Quentin Tarantino wasn’t placed on this Earth to become a director. His purpose, if indeed such a thing exists, is something else altogether.
Tarantino’s innate gift isn’t being behind the camera. When I picture Tarantino doing what he does best, I see him perched over his notebook, scribbling a script with his multi-colored pens.
His gift isn’t moving a camera, it is wielding a pen. While Tarantino is in exalted company as a director, as a writer, he is without many peers.
It is his propensity for crafting a specific kind of dialogue and his intuitive understanding of his characters that has made him a formidable cinematic force.
The screenplay is the beating heart of any movie, and dialogues are the lifeblood of a screenplay; writing dialogue is an art form in itself. And in that regard, I find Tarantino outstanding.
His dialogue has a rhythmic, almost poetic aspect to it, and he overwhelms us with his tantalizing tangential conversations. But he isn’t the only one to have found tremendous success in doing so.
Aaron Sorkin does something similar, only his brand of dialogue is more hyper-articulate and farther from the realms of plausibility.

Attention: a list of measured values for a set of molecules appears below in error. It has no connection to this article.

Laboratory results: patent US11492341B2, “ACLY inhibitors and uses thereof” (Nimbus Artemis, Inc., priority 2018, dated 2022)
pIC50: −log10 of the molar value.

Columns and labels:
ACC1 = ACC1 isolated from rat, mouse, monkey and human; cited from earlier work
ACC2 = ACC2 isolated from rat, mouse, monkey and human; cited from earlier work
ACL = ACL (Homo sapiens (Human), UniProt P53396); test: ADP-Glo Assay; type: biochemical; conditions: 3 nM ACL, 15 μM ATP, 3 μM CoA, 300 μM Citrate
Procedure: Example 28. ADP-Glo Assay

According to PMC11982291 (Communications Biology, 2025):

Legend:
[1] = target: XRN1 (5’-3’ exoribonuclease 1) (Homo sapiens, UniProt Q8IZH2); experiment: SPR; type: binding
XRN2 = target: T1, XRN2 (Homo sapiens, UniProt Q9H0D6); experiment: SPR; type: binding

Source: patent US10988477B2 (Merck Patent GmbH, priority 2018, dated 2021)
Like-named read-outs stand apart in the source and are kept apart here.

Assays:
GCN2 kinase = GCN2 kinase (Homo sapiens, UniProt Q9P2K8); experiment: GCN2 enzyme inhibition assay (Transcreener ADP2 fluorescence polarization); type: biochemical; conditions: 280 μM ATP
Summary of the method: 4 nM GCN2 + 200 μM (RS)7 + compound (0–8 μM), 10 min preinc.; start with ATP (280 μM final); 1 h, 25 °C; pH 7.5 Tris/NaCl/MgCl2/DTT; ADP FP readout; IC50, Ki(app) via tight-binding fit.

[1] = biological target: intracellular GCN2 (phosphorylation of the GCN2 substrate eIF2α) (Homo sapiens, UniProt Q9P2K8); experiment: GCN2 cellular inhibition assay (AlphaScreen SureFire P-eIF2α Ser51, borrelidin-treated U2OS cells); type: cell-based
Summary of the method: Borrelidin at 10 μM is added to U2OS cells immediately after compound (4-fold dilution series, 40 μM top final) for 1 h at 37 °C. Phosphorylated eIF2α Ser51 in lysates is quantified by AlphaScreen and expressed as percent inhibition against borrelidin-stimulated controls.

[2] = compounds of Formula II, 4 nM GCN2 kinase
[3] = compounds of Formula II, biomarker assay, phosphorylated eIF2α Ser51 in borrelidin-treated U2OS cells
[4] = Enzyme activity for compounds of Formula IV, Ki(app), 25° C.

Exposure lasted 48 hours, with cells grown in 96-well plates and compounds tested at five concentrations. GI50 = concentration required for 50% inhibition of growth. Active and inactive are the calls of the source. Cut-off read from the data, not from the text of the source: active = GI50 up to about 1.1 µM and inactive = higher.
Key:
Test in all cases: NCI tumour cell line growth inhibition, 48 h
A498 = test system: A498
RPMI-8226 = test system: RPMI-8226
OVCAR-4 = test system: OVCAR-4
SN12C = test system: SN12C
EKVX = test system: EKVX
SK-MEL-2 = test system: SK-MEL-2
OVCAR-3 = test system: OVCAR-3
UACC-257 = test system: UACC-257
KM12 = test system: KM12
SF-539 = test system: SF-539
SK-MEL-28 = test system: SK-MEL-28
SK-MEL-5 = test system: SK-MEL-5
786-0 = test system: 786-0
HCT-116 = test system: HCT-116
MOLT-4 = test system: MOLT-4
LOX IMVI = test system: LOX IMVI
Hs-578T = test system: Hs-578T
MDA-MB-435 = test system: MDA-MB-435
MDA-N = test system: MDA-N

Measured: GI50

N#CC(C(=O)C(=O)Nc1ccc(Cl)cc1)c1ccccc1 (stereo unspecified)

While Sorkin’s dialogue is something a person in the real could never say, Tarantino’s dialogue is much more tangible and relatable, evocative of those moments when you think of the perfect response, but after the conversation.
He concentrates on minutiae and not magnificent monologues. More crucially, and this is tied to his sterling character work, Tarantino’s dialogue is revelatory.
While his characters ponder over the seemingly inconsequential vagaries of life such as the hidden phallic meaning in Madonna’s ‘Like a Virgin,’ their pattern is not only laced with wit but it also subtly yet meticulously reveals who they are as people.
Tarantino’s dialogue rhythmically sheds light into his characters’ personalities, eccentricities and insecurities.
It is also layered with a great deal of subtext. When Hans Landa speaks of his fascination with rats in Inglorious Basterds, he isn’t merely talking about rodents.
Tarantino’s movies are character-based, and his characters are fleshed out through his inventive use of dialogue.
He utilises dialogue as an entertaining exposition device, as means to generate and sustain tension, and to expose character motivation.
Quentin Tarantino is a tremendous storyteller. His command over dialogue and character, and the interweaving of those two facets forms the bedrock of his engaging and enormously entertaining oeuvre.
There are better directors in this world than Quentin Tarantino. But there are perhaps merely a handful of better writers as far as dialogue and its relation with character is concerned.
He is one of the masters of that domain. And his films soar because of it.